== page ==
Moist impromptu

The British comedian, Miranda Hart, has just been on our screens in the sitcom, Miranda, which is about life as the proprietor of a joke shop, daughter of the odious “What I Call”, Patricia Hodge; and would-be lover of Gary, the chef.

In a recent episode when about to launch into her naughty child schtick, she was waylaid by a word.

“Moist”, she said, looking deep into the camera, mouth as round as she could make it, eyes glittering with mischief.


“Don’t you just love that word?” she asked, “Moist”. Then for good measure, she said it a few times more. “Moist”. And that was it, joke done.


We all know there are magic words, right? Words that change something in the uttering. Sometimes the magic is personal, sometimes, universal.

Here’s an example of a universally magic word which I’m going to divulge for free just because I like you:  impromptu.

I’ve experimented with this word, and I tell you it is an odd bird who can resist its allure. Attach it to your invitations, and 9 out of 10 people will say “yes” to whatever you’re requesting.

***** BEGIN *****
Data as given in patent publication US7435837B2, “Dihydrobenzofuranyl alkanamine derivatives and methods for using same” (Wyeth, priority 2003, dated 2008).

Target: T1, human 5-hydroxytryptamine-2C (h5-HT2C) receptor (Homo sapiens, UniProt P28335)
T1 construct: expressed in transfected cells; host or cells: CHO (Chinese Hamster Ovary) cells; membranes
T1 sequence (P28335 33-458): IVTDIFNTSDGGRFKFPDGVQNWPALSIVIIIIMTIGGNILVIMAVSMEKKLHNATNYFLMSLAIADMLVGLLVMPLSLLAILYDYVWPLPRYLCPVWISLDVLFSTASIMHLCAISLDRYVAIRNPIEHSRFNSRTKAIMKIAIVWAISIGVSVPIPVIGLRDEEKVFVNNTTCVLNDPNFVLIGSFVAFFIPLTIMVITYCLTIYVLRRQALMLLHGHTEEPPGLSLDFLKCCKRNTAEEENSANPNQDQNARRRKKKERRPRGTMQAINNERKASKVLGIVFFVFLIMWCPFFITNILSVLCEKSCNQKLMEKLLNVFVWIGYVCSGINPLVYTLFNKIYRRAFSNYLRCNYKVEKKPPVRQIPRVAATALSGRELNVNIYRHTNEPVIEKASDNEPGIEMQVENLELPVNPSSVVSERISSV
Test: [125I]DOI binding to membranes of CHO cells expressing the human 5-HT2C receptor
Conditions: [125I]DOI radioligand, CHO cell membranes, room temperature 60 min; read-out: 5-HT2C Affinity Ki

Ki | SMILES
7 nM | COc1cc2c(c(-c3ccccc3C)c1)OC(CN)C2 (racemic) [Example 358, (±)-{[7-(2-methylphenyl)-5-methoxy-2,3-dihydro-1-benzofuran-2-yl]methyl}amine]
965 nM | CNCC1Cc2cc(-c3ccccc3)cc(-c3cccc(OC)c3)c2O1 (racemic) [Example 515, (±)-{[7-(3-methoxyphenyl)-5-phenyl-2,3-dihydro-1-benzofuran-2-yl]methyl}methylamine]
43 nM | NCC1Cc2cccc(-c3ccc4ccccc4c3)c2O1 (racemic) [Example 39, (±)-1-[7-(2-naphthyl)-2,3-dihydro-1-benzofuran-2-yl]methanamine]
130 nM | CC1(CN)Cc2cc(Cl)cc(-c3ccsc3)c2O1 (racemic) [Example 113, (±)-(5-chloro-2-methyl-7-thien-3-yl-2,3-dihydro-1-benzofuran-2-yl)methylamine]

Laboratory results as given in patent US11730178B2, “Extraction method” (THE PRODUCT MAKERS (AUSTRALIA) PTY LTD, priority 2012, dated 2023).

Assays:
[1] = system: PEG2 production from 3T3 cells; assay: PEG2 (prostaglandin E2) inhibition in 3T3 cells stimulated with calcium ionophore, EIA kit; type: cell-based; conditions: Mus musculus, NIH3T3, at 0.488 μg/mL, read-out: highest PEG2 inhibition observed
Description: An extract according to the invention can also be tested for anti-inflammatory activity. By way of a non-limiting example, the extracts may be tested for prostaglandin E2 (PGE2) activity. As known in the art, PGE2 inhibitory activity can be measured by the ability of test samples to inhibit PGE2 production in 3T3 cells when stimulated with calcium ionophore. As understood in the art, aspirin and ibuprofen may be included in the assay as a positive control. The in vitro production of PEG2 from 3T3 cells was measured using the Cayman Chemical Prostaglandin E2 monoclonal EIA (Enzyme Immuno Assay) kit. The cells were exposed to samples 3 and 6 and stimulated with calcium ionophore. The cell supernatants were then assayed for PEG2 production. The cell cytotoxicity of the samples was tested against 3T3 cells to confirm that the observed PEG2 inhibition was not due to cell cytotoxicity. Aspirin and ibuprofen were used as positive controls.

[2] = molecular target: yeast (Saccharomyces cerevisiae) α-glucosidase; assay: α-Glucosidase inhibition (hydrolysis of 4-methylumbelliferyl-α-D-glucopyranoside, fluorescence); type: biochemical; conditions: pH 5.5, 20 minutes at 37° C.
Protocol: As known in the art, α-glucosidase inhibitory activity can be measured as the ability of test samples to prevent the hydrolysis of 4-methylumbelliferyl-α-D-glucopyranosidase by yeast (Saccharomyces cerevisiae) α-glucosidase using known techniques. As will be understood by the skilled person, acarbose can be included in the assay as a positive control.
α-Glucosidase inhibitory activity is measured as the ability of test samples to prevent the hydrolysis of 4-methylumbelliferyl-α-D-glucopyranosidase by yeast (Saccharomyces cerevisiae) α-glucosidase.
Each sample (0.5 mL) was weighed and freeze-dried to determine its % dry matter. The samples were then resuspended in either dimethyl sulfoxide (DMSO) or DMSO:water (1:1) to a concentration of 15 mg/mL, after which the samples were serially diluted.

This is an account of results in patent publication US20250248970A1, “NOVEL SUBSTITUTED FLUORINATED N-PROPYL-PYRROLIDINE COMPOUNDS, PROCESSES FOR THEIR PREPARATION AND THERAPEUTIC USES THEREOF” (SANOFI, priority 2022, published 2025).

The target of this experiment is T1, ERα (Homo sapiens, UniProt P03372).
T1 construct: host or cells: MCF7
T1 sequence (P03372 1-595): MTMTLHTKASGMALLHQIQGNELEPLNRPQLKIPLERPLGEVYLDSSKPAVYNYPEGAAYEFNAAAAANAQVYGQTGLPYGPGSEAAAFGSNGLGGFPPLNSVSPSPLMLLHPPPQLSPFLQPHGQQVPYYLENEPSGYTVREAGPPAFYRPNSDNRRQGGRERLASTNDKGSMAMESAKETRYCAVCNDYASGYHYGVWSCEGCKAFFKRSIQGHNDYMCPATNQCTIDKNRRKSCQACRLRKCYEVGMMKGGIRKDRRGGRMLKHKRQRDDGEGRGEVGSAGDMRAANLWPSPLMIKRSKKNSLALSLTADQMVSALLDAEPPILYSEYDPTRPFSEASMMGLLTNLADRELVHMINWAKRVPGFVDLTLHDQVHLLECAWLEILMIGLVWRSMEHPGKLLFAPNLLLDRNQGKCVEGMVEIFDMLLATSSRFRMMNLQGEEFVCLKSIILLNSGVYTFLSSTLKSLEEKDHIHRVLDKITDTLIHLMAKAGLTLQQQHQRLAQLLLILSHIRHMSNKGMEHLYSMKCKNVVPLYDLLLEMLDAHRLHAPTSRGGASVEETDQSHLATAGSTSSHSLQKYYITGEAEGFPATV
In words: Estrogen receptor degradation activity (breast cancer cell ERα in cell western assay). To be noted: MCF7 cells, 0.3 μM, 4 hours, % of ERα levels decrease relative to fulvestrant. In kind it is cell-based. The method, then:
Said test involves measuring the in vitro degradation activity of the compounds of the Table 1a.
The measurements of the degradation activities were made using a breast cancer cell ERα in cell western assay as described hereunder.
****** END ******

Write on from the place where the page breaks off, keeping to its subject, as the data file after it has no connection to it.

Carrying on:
What are your magic words?


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16 thoughts on “Moist impromptu

  1. The French word (as is ‘impromptu’) for ‘wisteria’ : ‘glycine’ ( pronounced ‘glee-scene’; from ‘glukos’, ‘sugary’ in ancient greek).
    When I say it out loud, I immediately smell its sweet fragrance and feel transported in my grandmother’s garden when I was a child, listening to the buzzing of the bees above my head and gorging myself on the view of violet-coloured flowers’ grapes and their sugary perfume under the sun…


    • Well now, Lou, you are talking my native language which is Flower, don’t you know?

      Glycine season is just past here. During the season, I visited the two glycines in my street every day and tried to fill my insides with that perfume. That form! That colour! Really, the queen of flowers.

      Your comment transports me to Madame Bovary where the big fat bumblebee is bumping the glass.

      Happy memories x


  2. Some years ago Dr. Advice’s “word” was “terrific”. Enough so that a friend did a needlepoint picture which simply features the “word”. My word keeps changing, but today I would choose “attitude”. It can be either bad–or good– or describe a confident person with “attitude. Love this post.


    • Indefatigable is orsum ;) Some years ago, after wanting the chance to use it for a long time, I applied it to a friend and she was incredibly moved.

      To press you on this because I know you’re a word nut like me … is there a word which actually changes external physical circumstances for you? Like abracadabra or opensesame or Rumpelstiltskin or my impromptu (I’m being dead serious about it literally determining the response I get to invitations).


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